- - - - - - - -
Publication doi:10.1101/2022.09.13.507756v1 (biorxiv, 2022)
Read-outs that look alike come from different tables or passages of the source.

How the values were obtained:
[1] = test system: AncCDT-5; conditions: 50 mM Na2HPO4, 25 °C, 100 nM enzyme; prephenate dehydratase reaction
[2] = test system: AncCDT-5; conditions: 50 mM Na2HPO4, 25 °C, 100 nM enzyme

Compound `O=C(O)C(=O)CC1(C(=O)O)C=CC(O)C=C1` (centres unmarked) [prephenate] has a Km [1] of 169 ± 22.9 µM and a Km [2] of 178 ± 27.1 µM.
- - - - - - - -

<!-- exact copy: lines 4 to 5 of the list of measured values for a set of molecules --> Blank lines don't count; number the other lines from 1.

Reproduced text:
[1] = test system: AncCDT-5; conditions: 50 mM Na2HPO4, 25 °C, 100 nM enzyme; prephenate dehydratase reaction
[2] = test system: AncCDT-5; conditions: 50 mM Na2HPO4, 25 °C, 100 nM enzyme